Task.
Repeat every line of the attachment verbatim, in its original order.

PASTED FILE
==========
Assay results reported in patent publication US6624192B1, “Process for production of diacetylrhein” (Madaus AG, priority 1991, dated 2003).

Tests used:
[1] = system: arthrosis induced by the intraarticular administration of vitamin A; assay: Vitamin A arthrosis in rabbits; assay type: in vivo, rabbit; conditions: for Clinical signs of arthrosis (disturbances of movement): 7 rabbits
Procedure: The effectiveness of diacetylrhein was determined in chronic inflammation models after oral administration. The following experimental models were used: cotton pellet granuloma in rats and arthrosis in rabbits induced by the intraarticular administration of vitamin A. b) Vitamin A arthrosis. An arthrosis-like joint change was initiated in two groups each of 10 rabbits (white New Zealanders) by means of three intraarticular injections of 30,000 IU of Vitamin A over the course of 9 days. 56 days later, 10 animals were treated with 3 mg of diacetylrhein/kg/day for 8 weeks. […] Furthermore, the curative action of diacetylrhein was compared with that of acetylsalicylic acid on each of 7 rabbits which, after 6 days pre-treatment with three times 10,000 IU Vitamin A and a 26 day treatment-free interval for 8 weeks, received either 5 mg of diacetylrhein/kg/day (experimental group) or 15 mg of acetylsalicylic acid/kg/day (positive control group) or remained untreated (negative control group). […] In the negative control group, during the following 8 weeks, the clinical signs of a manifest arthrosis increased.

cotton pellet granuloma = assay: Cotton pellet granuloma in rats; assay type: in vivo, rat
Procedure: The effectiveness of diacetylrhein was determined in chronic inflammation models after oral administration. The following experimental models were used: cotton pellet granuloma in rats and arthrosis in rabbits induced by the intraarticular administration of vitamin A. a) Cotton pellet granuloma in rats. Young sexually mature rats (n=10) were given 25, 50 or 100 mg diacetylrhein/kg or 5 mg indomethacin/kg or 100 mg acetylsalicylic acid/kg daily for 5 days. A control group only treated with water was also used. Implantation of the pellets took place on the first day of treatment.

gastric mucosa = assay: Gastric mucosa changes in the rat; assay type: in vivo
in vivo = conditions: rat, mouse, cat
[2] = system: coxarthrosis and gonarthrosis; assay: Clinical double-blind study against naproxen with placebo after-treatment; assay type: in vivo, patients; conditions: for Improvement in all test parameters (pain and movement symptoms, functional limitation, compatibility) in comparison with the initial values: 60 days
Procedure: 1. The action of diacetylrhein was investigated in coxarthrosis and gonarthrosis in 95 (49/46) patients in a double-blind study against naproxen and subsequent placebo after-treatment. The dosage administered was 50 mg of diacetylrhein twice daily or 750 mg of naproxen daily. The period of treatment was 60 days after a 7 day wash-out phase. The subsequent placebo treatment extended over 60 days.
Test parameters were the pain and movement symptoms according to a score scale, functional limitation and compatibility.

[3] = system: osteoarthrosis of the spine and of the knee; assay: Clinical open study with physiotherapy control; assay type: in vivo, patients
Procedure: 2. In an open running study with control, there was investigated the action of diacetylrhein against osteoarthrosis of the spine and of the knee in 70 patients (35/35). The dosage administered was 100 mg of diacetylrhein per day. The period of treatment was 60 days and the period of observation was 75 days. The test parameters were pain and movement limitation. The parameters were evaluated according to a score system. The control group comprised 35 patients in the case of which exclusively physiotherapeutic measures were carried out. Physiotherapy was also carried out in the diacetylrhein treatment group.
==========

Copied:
Assay results reported in patent publication US6624192B1, “Process for production of diacetylrhein” (Madaus AG, priority 1991, dated 2003).

Tests used:
[1] = system: arthrosis induced by the intraarticular administration of vitamin A; assay: Vitamin A arthrosis in rabbits; assay type: in vivo, rabbit; conditions: for Clinical signs of arthrosis (disturbances of movement): 7 rabbits
Procedure: The effectiveness of diacetylrhein was determined in chronic inflammation models after oral administration. The following experimental models were used: cotton pellet granuloma in rats and arthrosis in rabbits induced by the intraarticular administration of vitamin A. b) Vitamin A arthrosis. An arthrosis-like joint change was initiated in two groups each of 10 rabbits (white New Zealanders) by means of three intraarticular injections of 30,000 IU of Vitamin A over the course of 9 days. 56 days later, 10 animals were treated with 3 mg of diacetylrhein/kg/day for 8 weeks. […] Furthermore, the curative action of diacetylrhein was compared with that of acetylsalicylic acid on each of 7 rabbits which, after 6 days pre-treatment with three times 10,000 IU Vitamin A and a 26 day treatment-free interval for 8 weeks, received either 5 mg of diacetylrhein/kg/day (experimental group) or 15 mg of acetylsalicylic acid/kg/day (positive control group) or remained untreated (negative control group). […] In the negative control group, during the following 8 weeks, the clinical signs of a manifest arthrosis increased.

cotton pellet granuloma = assay: Cotton pellet granuloma in rats; assay type: in vivo, rat
Procedure: The effectiveness of diacetylrhein was determined in chronic inflammation models after oral administration. The following experimental models were used: cotton pellet granuloma in rats and arthrosis in rabbits induced by the intraarticular administration of vitamin A. a) Cotton pellet granuloma in rats. Young sexually mature rats (n=10) were given 25, 50 or 100 mg diacetylrhein/kg or 5 mg indomethacin/kg or 100 mg acetylsalicylic acid/kg daily for 5 days. A control group only treated with water was also used. Implantation of the pellets took place on the first day of treatment.

gastric mucosa = assay: Gastric mucosa changes in the rat; assay type: in vivo
in vivo = conditions: rat, mouse, cat
[2] = system: coxarthrosis and gonarthrosis; assay: Clinical double-blind study against naproxen with placebo after-treatment; assay type: in vivo, patients; conditions: for Improvement in all test parameters (pain and movement symptoms, functional limitation, compatibility) in comparison with the initial values: 60 days
Procedure: 1. The action of diacetylrhein was investigated in coxarthrosis and gonarthrosis in 95 (49/46) patients in a double-blind study against naproxen and subsequent placebo after-treatment. The dosage administered was 50 mg of diacetylrhein twice daily or 750 mg of naproxen daily. The period of treatment was 60 days after a 7 day wash-out phase. The subsequent placebo treatment extended over 60 days.
Test parameters were the pain and movement symptoms according to a score scale, functional limitation and compatibility.

[3] = system: osteoarthrosis of the spine and of the knee; assay: Clinical open study with physiotherapy control; assay type: in vivo, patients
Procedure: 2. In an open running study with control, there was investigated the action of diacetylrhein against osteoarthrosis of the spine and of the knee in 70 patients (35/35). The dosage administered was 100 mg of diacetylrhein per day. The period of treatment was 60 days and the period of observation was 75 days. The test parameters were pain and movement limitation. The parameters were evaluated according to a score system. The control group comprised 35 patients in the case of which exclusively physiotherapeutic measures were carried out. Physiotherapy was also carried out in the diacetylrhein treatment group.